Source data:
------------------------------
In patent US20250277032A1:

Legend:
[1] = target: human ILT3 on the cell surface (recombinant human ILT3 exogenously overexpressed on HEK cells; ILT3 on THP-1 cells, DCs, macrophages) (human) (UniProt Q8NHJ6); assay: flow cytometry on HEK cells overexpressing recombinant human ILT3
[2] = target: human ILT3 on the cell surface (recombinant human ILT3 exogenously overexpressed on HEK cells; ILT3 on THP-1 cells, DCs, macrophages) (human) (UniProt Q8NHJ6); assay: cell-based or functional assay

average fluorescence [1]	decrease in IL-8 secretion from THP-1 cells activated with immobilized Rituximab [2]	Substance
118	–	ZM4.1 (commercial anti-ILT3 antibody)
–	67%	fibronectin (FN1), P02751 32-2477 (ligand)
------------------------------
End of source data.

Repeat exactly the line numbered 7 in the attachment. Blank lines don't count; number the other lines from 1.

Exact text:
–	67%	fibronectin (FN1), P02751 32-2477 (ligand)